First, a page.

The Power of Light by Isaac Bashevis Singer
Eight Tales for Eight Nights: Stories for Chanukah by Peninnah Schram and Steven M. Rosman
Judah Who Always Said "No!" by Harriet K. Feder
The Story of Hanukkah by Amy Ehrlich

Character Building: Sharing
Grampa had hand-carved wooden animals for Trisha and Richard including the dancing goats.  Their mother suggested that they use the animals to decorate Christmas trees for their neighbors.  At first Trisha was disappointed.   Discuss the saying, "it is better to give than receive."  Is this true?  
At the end of the story, what happens?  The neighbors make a menorah for Trisha's family complete with some of the wooden animals that were given away!  So, in the end, Trisha did get some of the animals. 

Character Building: Enjoying Work
"[Babushka] hummed as she dipped, never seeming to tire of the long process."  Is it possible for us to enjoy work? 
I have a quote on my kitchen window sill that says, "To be happy, don't do what you what you do!"  What does this mean?  Can we learn to find joy in any task that we have to complete?  The next time you and your student have to complete chores or mundane household tasks, try humming songs or whistling why you work.  Try to find things to be thankful about (that you have able hands that can work), instead of things to complain about.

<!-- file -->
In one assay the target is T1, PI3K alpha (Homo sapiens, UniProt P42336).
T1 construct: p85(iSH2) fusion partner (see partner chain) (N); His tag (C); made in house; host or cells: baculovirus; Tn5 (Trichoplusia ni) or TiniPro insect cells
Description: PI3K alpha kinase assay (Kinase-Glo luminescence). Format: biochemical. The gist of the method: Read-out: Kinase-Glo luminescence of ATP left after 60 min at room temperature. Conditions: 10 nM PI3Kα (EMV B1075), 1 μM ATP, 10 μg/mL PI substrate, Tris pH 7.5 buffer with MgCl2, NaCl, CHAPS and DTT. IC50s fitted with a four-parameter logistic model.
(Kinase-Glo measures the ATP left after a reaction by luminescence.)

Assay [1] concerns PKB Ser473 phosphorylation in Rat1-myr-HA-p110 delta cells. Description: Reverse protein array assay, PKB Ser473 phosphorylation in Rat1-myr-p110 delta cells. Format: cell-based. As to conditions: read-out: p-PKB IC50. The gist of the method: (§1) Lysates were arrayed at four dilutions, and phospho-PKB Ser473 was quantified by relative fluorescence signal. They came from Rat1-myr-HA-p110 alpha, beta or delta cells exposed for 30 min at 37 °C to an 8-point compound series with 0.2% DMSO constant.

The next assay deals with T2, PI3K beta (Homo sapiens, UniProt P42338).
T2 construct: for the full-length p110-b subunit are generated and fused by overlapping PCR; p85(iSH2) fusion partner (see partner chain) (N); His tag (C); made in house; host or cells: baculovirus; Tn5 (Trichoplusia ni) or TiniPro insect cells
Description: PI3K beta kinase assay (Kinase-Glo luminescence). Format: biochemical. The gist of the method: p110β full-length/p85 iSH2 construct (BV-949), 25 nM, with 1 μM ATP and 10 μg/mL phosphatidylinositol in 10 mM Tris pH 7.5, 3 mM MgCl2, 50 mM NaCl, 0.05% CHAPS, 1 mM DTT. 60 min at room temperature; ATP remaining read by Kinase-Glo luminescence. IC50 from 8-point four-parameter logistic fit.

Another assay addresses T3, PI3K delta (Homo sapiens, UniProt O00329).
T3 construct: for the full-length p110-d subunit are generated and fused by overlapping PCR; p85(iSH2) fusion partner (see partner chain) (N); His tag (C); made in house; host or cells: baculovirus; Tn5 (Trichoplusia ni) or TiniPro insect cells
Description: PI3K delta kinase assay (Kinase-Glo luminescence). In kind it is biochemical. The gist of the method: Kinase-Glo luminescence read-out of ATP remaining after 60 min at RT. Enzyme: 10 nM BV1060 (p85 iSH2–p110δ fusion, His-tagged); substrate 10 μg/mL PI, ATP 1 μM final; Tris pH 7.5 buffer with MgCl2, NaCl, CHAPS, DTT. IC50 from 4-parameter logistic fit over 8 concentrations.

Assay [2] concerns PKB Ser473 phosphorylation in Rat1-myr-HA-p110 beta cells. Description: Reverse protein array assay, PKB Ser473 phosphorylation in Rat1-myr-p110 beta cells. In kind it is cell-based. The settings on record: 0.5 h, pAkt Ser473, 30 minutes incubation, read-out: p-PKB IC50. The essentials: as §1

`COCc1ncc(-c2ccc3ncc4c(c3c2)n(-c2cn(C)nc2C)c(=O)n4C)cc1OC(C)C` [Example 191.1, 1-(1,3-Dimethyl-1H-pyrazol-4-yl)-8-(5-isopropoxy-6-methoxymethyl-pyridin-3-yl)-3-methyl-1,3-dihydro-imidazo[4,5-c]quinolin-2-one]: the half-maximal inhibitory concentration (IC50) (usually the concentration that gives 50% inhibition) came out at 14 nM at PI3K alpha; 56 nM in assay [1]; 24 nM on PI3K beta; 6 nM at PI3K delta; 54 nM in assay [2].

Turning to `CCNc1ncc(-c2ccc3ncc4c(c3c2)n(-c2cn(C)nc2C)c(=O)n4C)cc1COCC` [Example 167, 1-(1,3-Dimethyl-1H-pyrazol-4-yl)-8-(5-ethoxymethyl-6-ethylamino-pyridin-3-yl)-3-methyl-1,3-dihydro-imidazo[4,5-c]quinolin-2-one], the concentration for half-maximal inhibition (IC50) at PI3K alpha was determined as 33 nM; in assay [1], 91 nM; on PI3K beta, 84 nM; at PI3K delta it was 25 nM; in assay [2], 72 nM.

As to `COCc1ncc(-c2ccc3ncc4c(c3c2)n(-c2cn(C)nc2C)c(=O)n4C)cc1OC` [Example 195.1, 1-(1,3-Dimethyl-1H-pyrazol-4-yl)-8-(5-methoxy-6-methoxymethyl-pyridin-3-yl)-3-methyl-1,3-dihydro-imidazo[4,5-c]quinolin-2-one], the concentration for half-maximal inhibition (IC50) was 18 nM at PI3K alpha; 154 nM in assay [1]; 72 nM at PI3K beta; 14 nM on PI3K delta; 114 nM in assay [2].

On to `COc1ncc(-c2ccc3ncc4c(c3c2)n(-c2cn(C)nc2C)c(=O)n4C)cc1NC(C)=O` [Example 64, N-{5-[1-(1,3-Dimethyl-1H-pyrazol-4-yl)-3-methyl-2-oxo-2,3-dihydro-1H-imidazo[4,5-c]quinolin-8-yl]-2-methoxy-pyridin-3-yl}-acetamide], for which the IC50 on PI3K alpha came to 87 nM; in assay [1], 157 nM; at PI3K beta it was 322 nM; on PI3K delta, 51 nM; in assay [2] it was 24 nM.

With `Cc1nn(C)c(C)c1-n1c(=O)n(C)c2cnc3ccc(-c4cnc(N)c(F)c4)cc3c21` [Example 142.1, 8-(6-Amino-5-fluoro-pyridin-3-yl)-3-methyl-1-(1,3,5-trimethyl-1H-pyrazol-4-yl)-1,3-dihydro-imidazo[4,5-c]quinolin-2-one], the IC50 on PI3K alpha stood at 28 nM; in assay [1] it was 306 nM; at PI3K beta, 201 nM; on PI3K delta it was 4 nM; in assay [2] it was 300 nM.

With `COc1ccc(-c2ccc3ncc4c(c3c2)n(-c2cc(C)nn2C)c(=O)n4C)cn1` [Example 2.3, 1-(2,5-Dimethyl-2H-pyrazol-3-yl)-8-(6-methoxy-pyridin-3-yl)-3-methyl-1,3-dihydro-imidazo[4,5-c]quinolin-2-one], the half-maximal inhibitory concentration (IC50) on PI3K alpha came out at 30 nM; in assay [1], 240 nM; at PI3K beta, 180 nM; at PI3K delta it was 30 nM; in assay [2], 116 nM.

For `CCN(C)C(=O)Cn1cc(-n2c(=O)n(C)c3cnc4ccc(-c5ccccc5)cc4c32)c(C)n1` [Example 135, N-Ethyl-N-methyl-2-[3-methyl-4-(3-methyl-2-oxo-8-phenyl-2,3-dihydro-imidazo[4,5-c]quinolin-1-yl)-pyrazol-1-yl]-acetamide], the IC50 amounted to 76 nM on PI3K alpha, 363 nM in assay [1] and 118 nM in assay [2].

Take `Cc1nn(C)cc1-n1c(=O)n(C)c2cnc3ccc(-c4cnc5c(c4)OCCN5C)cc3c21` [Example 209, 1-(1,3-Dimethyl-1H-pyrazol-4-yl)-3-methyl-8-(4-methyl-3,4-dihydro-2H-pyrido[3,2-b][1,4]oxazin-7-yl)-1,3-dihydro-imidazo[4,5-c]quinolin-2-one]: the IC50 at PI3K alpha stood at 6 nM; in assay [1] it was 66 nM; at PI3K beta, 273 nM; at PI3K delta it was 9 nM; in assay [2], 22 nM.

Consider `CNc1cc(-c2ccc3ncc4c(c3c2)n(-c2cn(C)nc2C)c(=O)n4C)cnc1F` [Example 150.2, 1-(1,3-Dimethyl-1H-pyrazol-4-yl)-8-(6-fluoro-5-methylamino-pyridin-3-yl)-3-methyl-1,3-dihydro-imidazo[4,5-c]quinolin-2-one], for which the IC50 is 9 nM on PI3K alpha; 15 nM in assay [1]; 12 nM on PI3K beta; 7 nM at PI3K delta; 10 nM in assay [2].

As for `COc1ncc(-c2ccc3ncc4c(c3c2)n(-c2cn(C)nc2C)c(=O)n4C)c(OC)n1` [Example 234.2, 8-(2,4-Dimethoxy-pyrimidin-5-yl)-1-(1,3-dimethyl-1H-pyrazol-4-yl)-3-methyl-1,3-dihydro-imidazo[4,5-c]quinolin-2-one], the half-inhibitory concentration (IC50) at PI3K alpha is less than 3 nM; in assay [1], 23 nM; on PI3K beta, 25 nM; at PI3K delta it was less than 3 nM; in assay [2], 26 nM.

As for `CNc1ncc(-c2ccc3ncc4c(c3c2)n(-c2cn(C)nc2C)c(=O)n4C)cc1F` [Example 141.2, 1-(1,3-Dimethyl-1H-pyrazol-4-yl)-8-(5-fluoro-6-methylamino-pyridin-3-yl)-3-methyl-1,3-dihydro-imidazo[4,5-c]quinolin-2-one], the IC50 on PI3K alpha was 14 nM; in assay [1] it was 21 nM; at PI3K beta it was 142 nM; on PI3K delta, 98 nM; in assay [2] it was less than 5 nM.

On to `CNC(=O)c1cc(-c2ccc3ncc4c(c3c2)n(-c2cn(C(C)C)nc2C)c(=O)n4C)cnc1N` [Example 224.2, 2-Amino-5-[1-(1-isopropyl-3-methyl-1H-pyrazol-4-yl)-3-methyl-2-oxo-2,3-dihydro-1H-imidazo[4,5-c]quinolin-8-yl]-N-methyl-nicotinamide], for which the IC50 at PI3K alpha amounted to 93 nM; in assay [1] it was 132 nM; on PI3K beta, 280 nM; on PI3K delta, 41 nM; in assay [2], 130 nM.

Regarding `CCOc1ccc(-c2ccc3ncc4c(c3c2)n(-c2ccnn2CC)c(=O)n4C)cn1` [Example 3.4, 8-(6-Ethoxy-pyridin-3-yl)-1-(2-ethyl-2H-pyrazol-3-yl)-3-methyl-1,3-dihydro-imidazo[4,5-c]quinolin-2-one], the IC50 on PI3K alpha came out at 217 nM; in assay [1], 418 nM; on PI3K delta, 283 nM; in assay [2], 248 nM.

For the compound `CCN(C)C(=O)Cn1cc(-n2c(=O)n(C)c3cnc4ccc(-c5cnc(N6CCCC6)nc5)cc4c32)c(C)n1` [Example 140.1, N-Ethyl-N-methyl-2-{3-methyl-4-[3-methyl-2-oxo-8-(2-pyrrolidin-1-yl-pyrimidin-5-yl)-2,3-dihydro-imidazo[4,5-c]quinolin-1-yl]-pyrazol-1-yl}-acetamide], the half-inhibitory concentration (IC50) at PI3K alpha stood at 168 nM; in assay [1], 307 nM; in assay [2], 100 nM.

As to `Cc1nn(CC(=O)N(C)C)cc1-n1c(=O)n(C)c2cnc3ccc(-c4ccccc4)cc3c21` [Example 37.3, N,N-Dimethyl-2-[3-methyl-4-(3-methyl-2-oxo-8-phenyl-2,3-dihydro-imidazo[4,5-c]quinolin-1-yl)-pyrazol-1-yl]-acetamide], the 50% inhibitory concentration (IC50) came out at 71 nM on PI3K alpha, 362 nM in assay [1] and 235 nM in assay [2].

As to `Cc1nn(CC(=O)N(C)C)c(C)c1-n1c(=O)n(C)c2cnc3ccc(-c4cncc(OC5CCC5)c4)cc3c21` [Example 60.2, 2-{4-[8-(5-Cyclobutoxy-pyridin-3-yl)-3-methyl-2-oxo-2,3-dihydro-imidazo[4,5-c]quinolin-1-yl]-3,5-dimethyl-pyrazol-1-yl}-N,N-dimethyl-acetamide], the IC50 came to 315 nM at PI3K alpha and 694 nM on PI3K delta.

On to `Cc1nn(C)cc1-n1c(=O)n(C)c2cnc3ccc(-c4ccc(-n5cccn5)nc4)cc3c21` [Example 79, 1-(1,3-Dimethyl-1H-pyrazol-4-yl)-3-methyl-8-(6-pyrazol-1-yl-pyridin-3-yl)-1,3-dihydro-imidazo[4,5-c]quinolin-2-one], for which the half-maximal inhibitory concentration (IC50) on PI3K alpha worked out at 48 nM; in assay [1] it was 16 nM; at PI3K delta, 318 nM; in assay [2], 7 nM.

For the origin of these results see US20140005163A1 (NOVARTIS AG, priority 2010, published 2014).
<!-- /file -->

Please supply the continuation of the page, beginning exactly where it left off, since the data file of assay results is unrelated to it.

Human Relationships:  Teamwork
This family really worked together to make Christmas a reality for their sick neighbors.  Make a list together of what all was done and who helped complete each job.
Discuss how your family works together as a team.  If this is an area that needs improvement, consider making a list of things you can do to foster more teamwork in your household.

Human Relationships/Bible:  Neighbors